Treating addiction is complicated: the multiple factors that can lead to addiction, the chronic nature of the disease, and the changes it causes to the brain generally make a multi-faceted treatment approach necessary. When addiction is coupled with other mental illness – a condition referred to as “dual diagnosis” – the combined diseases make treatment even more complicated.
According to the Australian Government site www.mindhealthconnect.org, substance abuse is a major contributing factor to mental health issues.
People who abuse drugs and alcohol are much more likely to develop mental illnesses than those who don’t.
Likewise, having a mental illness can make it more likely that someone will develop a drug addiction. It isn’t always possible to tell whether addiction triggered the mental illness or vice versa, but studies show that 50% of people with severe mental illness struggle with substance abuse – a much higher rate than that of the general community. And compared to the general population, people addicted to drugs are twice as prone to suffering from anxiety and mood disorders.
The Nature of Dual Diagnosis
In discussing how addiction and other mental health issues interact, it’s important to understand that addiction itself is a mental illness. Addiction changes the brain in very fundamental ways. It alters a person’s hierarchy of needs and desires. Essentially, needs and desires become focused on procuring and using the drug. Addiction also results in compulsive behaviour, and a weakened ability to control impulse. Fundamental changes to the brain, compulsive behaviour and an inability to control impulse are also symptoms of other mental illnesses.
Drug use is thought to influence the development of other mental illnesses. For example, cannabis users have an increased experience of psychosis, thought to be related to their use of the drug. Conversely, drugs can help people with mental illness deal with their symptoms or feel better in the short term, and so can lead those with a mental illness into addiction.
Other Risk Factors
A dual diagnosis can also be influenced by:
- Stress and anxiety: both of these contribute to the development of addiction and other mental illnesses.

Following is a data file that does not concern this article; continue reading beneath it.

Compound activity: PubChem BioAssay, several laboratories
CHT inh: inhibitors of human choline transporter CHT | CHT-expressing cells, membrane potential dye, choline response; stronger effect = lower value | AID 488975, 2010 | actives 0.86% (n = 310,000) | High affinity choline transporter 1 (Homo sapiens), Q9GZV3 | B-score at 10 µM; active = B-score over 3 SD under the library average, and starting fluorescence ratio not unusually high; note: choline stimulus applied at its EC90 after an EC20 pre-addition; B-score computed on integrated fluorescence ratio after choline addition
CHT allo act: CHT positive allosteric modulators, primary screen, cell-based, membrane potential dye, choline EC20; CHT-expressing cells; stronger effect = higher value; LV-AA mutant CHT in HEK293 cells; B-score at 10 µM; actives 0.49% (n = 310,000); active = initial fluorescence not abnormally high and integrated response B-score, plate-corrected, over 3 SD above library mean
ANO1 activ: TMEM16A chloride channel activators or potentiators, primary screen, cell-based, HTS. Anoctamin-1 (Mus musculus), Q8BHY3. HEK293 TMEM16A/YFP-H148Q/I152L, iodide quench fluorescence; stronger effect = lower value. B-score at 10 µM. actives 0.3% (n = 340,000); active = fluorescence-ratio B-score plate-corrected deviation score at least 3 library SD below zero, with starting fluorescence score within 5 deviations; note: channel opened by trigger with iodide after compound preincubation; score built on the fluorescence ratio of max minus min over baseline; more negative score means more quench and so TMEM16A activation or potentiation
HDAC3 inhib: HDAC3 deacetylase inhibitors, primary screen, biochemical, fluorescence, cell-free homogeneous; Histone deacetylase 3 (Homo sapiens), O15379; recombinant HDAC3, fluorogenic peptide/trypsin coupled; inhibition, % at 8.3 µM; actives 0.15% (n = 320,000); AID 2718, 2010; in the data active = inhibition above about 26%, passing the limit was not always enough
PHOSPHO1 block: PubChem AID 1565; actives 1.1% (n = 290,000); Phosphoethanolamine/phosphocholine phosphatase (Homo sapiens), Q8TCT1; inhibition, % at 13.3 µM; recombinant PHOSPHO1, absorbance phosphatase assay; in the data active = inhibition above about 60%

- Developmental factors: Drug use disorders and other mental illnesses are developmental. If they manifest while the brain is still developing, up to the final teen years, the brain will develop differently and in ways thought to increase the likelihood of both drug use and other mental illness.
- Genetic factors: if others in the family have been addicted or have another mental illness, the patient is more likely to have both.
Diagnosis and Treatment
As drug abuse and other mental disorders are found to co-occur so often, anyone seeking help for either condition should be evaluated for both, and subsequently treated for both if required. Adapting behavioural therapies to the have proven effective. Treatment will be modified to address both conditions. For example, if patients in recovery for alcohol addiction are receiving social education in response to their mental illness, that education will be adjusted to provide support in avoiding alcohol in social situations.
Some medications are suitable for treating both drug abuse and mental illness, and so they are particularly appropriate prescriptions for a patient with a dual diagnosis. When prescribing, it’s important to consider the effect of medication on both the patient’s mental illness and their addiction as well.
What if Someone You Love is Addicted and Has a Mental Illness?
If someone you love has a mental illness and is in recovery from addiction, it’s important to know their recovery may be complicated by the dual diagnosis. It’s also important to ensure the mental illness is treated with the same attention and focus as the addiction because addicts in recovery are much more likely to relapse if their mental illness goes untreated.
How You Can Help Someone with a Dual Diagnosis
If someone you love is unaware of how serious their addiction and mental illness are, an intervention from those they love can help them take the step of seeking help and support. In an intervention for a patient with a dual diagnosis, it’s likely they’ll respond strongly with fear or anger. Arrange for support from a professional to get the best possible outcome, both for the patient and for the family.
Remember – both addiction and other forms of mental illness are treatable. However desperate you are, and whatever has happened in the past, it’s important to show the patient love, compassion and support as they deal with the significant challenges of addiction and other mental illness.